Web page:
Contact

Bret Fanshaw,
Environment America

Salt Lake City ranks among nation’s solar leaders

For Immediate Release

Salt Lake City - Among the nation’s solar leaders, Salt Lake City ranks 14th for installed solar capacity per capita, according to a new analysis released today by Environment America Research & Policy Center.

“By using solar power in Salt Lake City, we can reduce pollution and improve public health for everyday Utahns,” said Bret Fanshaw with Environment America Research & Policy Center. “To realize these benefits, city leaders should continue to embrace a big vision for solar on rooftops throughout the community.”

The report, Shining Cities: How Smart Local Policies Are Expanding Solar Power in America, ranks Salt Lake City ahead of cities like Los Angeles and San Francisco for amount of installed solar installed per capita. In particular, Salt Lake City has helped solar to grow through its SLCgreen programs and the city government’s commitment to 100 percent renewable energy.

“Cities are recognizing that clean, local and affordable energy just makes sense,” said Abi Bradford with Frontier Group, report co-author. “For the fourth year in a row, our research shows that this is happening, not necessarily in cities with the most sun, but also in those with smart policies in place to support this shift.”

The figures in the report reflect the recent growth of solar across the country. The top 20 cities listed in the report have nearly as much solar today as the entire country had installed in 2010. In 2016, solar was the number one new source of energy installed in America. Google’s Project Sunroof recently noted that 71 percent of Salt Lake City’s rooftops could host solar panels.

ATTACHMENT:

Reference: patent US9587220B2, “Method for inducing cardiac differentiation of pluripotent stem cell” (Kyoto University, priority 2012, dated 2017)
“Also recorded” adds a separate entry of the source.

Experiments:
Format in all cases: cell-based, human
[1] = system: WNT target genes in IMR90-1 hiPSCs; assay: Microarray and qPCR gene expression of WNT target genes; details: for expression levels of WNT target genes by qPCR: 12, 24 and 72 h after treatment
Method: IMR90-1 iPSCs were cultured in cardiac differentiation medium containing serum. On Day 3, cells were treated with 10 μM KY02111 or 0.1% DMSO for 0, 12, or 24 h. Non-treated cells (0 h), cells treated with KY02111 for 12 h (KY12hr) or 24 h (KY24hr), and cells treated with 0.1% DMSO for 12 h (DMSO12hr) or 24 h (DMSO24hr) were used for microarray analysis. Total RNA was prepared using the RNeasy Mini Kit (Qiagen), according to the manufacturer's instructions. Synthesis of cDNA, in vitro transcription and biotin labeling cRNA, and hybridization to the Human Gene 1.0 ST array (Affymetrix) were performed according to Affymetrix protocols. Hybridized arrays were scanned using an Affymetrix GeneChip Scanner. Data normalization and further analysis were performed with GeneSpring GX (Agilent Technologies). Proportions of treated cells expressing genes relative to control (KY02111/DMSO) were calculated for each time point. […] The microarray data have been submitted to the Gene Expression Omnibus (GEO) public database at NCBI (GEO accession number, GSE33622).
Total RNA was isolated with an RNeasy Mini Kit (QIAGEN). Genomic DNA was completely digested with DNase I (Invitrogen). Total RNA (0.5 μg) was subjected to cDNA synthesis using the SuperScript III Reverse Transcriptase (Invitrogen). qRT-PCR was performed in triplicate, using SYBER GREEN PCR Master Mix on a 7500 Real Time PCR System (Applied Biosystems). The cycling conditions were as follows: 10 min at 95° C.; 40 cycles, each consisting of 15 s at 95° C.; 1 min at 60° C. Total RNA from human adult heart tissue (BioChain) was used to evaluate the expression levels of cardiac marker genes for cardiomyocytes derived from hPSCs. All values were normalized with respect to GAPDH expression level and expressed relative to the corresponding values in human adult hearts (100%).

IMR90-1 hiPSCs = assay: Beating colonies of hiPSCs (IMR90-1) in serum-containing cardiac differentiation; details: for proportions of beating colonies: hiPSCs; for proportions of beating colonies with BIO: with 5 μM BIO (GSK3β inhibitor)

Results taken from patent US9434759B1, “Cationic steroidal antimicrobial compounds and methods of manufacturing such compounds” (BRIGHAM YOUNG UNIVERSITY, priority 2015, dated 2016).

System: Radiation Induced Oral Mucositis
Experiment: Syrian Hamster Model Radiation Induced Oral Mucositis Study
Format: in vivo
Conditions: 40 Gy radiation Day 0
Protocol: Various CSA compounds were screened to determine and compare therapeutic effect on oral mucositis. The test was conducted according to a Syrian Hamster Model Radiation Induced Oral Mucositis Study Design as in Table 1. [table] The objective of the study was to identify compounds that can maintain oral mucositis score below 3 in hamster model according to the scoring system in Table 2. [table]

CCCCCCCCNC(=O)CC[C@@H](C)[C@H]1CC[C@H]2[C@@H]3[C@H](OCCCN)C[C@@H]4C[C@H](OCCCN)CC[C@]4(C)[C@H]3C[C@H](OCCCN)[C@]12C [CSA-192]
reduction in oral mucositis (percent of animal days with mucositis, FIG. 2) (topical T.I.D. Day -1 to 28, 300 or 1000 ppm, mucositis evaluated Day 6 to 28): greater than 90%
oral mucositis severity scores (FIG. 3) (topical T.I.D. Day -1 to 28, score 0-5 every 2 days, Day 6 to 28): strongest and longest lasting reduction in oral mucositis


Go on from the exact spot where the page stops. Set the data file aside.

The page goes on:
The Solar Foundation just released new data showing there are 1,599 people employed in solar in the Salt Lake City metro area as of year-end 2016, a 38 percent increase from 2015.

The report comes as debate continues over the future of solar in Utah. Last fall, Rocky Mountain Power proposed cuts to the state’s key rooftop solar program, net metering, as well as additional charges and fees to solar customers. Governor Gary Herbert recently signed HB23, which phases out state tax credits for rooftop solar by 2021.

Cities can push solar forward in a number of ways, according to the report. Among the recommendations, cities can set a goal for solar usage, help residents finance solar power and put solar on government buildings.

The report also shows that while Salt Lake City is a solar leader, it currently only uses 5.4 percent of its solar potential, according to data from the US Department of Energy.

“Cities are big energy users with lots of unutilized roof space suitable for solar panels,” said Fanshaw. “Salt Lake City can continue leading the way and protect our environment by using as much of our solar potential as possible.”

###

Environment America Research & Policy Center is a statewide environmental organization dedicated to protecting our air, water and open spaces.

www.EnvironmentAmericaCenter.org